Guerra: TxDOT dysfunctional, needs replacing

Link to article here.

Mr. Guerra nails TxDOT to the wall in his very truthful and accurate assessment of what’s gone wrong at TxDOT. One of my favorite lines: “TxDOT — which spends $8 billion annually — is not only dysfunctional, it is clearly hell-bent on pushing an agenda that few outside of the road-construction industry agree with.” Amen, Mr. Guerra!

Carlos Guerra: TxDOT’s problems warrant not just a fix, but replacement
Outside its own, its contractors’ and Gov. Rick Perry’s offices, the Texas Department of Transportation doesn’t exactly have a bunch of fans.

That was apparent earlier this week when cheers erupted statewide after the Texas Sunset Advisory Commission released its blistering 159-page staff report on the agency.

Created by the Legislature in 1977, the Sunset Commission reviews each of the state’s 150 agencies every 12 years, looking for waste, inefficiency and duplication.

The commission’s 12 members often tweak staff recommendations, then fire them to the Legislature before the agencies are reauthorized.

If an agency is not reauthorized, it dies. This seldom happens, but Sunset recommendations have led to changes, even a few important ones.

One big reason TxDOT’s evaluation got so much ink and air time is that it is unusually harsh and extensive. But it also confronts incredibly contentious Texas issues: TxDOT’s relentless drive to build toll roads, privatize state roads and build the Trans-Texas Corridor that will cut through thousands of acres of private property.

TxDOT’s ham-handed actions have created a broad and deep-seated distrust of the agency, so it wasn’t surprising to read in the staff report’s second paragraph: “Sunset staff found that this … distrust permeated most of TxDOT’s actions and determined that it could not be an effective state transportation agency if trust and confidence were not restored.”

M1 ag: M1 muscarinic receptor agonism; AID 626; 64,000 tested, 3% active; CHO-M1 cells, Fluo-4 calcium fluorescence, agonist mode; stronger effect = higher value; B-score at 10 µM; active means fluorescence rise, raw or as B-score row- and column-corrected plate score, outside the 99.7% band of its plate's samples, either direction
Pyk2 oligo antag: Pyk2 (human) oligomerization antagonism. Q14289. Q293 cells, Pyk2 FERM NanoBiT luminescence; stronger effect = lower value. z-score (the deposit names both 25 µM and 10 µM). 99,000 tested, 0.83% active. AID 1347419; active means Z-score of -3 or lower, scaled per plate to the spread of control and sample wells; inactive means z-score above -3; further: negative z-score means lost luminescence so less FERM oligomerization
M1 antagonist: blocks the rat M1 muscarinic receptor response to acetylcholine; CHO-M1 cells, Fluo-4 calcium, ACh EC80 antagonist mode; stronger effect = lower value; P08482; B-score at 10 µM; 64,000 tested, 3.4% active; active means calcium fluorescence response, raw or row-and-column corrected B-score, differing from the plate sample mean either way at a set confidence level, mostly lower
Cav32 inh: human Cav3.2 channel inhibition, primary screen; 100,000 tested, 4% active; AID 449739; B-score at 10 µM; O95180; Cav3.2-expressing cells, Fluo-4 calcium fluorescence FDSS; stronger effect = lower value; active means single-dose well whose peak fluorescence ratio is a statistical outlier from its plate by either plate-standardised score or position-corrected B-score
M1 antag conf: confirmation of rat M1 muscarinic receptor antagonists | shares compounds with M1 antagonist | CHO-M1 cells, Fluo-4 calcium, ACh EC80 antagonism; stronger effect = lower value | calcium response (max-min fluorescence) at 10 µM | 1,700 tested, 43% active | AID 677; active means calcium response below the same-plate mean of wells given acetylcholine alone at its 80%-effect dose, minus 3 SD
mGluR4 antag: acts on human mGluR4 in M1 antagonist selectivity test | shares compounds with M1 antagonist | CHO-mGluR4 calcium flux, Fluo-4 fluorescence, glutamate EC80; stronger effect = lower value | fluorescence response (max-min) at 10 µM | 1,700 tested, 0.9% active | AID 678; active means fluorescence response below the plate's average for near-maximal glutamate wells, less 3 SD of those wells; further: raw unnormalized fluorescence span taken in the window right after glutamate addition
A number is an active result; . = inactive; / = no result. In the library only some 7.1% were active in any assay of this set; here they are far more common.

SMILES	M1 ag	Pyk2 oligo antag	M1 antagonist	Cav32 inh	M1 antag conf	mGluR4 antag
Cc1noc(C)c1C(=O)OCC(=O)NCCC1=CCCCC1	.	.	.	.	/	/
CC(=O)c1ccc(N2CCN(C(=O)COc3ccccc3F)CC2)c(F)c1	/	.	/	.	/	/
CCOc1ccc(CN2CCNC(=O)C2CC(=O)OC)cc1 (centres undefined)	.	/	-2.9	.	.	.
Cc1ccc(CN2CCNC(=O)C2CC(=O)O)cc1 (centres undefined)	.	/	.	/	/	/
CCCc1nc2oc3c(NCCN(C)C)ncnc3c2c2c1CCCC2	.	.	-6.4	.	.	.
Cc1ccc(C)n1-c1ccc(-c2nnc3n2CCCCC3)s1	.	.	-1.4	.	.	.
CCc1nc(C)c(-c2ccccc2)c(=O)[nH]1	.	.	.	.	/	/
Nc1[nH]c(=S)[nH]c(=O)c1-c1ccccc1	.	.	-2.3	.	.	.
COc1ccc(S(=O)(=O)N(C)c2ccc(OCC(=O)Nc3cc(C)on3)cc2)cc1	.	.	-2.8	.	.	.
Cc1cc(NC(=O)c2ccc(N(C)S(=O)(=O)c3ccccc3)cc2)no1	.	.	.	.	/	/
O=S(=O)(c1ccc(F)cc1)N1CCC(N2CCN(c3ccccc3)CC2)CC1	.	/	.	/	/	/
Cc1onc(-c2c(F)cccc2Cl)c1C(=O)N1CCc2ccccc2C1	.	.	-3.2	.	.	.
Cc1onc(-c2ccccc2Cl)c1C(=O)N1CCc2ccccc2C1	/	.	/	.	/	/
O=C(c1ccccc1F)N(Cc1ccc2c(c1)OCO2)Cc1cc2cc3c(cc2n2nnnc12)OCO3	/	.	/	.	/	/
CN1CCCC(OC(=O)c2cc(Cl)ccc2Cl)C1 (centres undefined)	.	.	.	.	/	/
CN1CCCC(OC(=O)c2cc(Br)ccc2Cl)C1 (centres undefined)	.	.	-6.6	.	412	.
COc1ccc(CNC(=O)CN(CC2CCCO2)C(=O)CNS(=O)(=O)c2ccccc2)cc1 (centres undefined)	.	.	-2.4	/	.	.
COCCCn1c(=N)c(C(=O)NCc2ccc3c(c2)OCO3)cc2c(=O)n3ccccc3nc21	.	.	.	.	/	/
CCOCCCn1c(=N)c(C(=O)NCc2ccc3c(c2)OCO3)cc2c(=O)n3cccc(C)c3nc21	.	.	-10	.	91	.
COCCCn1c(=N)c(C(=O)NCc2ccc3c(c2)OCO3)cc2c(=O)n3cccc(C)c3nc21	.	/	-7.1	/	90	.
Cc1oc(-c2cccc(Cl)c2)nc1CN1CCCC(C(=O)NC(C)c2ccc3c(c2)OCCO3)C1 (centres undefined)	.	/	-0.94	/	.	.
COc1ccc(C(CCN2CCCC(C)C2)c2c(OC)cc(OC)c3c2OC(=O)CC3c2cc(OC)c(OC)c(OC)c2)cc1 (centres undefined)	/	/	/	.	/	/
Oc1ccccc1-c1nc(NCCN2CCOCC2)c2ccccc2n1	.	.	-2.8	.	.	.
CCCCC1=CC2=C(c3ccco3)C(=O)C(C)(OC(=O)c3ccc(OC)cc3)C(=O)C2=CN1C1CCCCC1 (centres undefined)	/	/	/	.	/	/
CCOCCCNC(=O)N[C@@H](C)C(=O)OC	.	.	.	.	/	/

And if that isn’t clear enough, ask the thousands who attended TxDOT’s public hearings on these issues and were treated rudely and then blown off entirely, or the reporters and others who sought public information only to be stonewalled.

TxDOT — which spends $8 billion annually — is not only dysfunctional, it is clearly hell-bent on pushing an agenda that few outside of the road-construction industry agree with.

But the Sunset report also excoriates its secrecy, and disingenuousness, and for how it remains unaccountable, even to the lawmakers who appropriate its budget. It also details management, bookkeeping and policy-development practices that are, at best, questionable.

TxDOT’s projected $86 billion shortfall, for example, was even disputed by the Governor’s Business Council Transportation Task Force before the state auditor faulted its seriously flawed methodology.

And what about that $1.1 billion accounting error that TxDOT kept under wraps for months? Or the instances in which the propriety of expenditures — like spending millions to promote and lobby for the Trans-Texas Corridor — have been seriously questioned?

And some of its practices have also made it difficult, if not impossible, to verify if appropriations are being spent for their intended purposes.

When the Sunset Commission meets in August to review this report in Austin, they can count on drawing a big crowd.

But replacing the five-member, governor-appointed Texas Transportation Commission with a single commissioner — the Sunset staff’s principal recommendation — doesn’t address long-term issues that need attention now.

Lawmakers need to replace this insular agency entirely with one that does not view itself as a self-governing road-building entity that lets private-sector vendors write its policies. In today’s fast-changing world, Texas must deal with transportation more comprehensively by seriously incorporating rail and other public-transit options into its plans.

And if we don’t, our grandchildren will inherit a huge system of largely underused highways that either will be controlled by unaccountable private-sector operators from who knows where, or will have been sold back to the state but their debt will remain unpaid for generations to come.

What kind of future is that?